Teens May Be Prescribed Antipsychotic Drugs for the Wrong Reasons

A new study shows an increase in the number of tweens and teens being prescribed powerful antipsychotic drugs. 


Doctors may have our best interests in mind, but that doesn’t mean we’re free to dodge all responsibility when it comes to our family’s health. Parents would be wise to do a little background research of their own, as evidenced by a new study published in JAMA PsychiatryThe report points to an uptick in the percentage of antipsychotic drugs being prescribed to youth, mostly to those with ADHD, but some of these prescriptions are not necessarily justified.

Antipsychotic medications—such as Abilify, Seroquel, and Zyprexa—are associated with heart problems, diabetes, and weight gain, as well as other day-to-day symptoms like blurred vision, muscle spasms, and drowsiness. That's not even counting the damaging effects the drugs can have on a developing tween or teen brain. 

Yet in the four years between 2006-2010, the percentage of adolescents using antipsychotics jumped from 1.10-1.19 percent, which, in the context of 74 million U.S. kids and teens, equates to much more than it sounds. Also, in 2010 alone, 2.80 million antipsychotic prescriptions were written for teens.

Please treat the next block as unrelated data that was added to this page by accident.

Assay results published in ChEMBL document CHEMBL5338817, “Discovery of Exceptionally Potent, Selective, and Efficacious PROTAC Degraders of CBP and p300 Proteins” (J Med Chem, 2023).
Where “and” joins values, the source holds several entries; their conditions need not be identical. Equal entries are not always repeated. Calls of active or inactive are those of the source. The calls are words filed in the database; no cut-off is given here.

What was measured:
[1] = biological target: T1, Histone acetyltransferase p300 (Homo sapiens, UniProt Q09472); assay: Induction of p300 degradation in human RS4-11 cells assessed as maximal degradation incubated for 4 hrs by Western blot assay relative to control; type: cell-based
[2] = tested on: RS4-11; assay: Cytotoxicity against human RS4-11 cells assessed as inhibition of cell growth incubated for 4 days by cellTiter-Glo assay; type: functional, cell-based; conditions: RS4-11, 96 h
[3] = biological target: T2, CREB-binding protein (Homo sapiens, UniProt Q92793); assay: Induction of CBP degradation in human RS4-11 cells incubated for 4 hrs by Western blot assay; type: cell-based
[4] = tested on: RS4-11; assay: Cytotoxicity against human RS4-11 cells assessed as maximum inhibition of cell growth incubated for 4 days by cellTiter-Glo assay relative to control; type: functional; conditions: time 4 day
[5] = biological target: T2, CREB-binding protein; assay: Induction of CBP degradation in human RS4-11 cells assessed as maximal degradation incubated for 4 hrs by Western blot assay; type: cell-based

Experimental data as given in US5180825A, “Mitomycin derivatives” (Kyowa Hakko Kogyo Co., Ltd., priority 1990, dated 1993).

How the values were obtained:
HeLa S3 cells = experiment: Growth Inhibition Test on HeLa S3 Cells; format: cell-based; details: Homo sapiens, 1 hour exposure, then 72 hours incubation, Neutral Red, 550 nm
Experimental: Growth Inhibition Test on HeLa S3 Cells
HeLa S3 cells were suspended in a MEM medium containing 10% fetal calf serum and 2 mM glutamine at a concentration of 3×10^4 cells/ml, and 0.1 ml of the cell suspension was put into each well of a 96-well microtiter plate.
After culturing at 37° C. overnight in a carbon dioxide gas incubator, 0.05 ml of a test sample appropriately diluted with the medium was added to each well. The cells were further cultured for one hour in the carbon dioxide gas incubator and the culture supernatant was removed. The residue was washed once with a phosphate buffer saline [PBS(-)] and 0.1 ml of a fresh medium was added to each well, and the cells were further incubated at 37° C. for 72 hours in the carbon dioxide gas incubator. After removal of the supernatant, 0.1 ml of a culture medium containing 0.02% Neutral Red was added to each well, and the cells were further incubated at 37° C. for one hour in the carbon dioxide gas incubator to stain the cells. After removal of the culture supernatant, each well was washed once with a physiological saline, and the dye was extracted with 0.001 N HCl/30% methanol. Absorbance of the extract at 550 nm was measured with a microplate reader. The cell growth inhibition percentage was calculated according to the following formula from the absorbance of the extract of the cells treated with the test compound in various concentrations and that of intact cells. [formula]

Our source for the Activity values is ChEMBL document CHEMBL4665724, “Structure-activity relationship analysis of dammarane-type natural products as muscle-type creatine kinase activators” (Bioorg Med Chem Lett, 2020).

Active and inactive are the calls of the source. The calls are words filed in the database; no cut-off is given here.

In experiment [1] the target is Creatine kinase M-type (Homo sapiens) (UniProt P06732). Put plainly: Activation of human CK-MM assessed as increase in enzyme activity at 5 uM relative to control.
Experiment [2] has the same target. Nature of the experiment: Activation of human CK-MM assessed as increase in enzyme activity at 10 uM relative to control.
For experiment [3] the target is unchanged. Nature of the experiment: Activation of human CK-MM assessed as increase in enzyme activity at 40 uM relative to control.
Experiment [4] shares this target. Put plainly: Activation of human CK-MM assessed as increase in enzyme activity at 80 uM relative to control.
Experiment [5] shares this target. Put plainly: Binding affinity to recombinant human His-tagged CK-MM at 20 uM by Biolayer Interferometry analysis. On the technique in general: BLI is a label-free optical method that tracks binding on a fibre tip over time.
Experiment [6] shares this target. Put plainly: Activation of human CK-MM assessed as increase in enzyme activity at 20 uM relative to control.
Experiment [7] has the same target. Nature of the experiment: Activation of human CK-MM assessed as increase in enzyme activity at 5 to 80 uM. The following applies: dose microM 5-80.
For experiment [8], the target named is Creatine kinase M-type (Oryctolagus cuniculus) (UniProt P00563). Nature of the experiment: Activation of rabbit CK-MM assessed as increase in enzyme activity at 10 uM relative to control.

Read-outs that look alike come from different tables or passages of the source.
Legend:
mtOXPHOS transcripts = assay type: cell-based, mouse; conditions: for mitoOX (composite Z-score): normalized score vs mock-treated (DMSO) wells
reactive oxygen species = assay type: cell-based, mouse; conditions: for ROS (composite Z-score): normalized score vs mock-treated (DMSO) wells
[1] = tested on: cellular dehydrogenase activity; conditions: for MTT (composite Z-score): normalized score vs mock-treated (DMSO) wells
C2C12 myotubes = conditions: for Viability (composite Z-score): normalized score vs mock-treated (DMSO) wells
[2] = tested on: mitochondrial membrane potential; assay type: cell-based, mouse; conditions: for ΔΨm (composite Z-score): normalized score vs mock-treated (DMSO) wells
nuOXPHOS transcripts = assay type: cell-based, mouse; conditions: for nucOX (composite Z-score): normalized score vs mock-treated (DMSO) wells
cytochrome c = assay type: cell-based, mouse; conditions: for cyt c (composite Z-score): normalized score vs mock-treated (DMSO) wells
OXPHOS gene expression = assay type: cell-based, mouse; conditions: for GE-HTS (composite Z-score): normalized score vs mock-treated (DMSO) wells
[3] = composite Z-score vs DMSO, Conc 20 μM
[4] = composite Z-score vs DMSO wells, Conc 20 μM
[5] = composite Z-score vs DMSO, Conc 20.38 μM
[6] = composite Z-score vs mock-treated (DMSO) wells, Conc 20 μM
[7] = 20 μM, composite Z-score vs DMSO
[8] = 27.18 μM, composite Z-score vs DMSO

Meredith Matone, a research scientist at the Children’s Hospital of Philadelphia was bothered by these results:

“This is concerning because evidence of antipsychotics’ efficacy for treating a number of behavioral health disorders is lacking. Increasingly, many youth are receiving these medications to treat behavior problems in the absence of a more severe psychiatric illness.”

Christoph Correll, a psychiatry researcher in New York, was also perturbed by these numbers. He reported that only about 35 percent of the 7 million antipsychotic prescriptions written for kids and teens in 2010 were prescribed by an adolescent psychiatrist. He also found that many of the young people receiving these prescriptions (mostly adolescent boys) did not have mental disorders, but instead, aggression difficulties that could have been treated sans medication.

“The main takeaway for clinicians and families is that for youth without psychiatric symptoms, alternatives to antipsychotic treatment should be tried whenever possible.” 

Unfortunately, bad drug addictions can happen to good kids. But there are ways to take prescriptions responsibly. To learn more about the potential dangers of these drugs, read our profile of a science nerd and hockey star whose prescription addiction turned dangerous.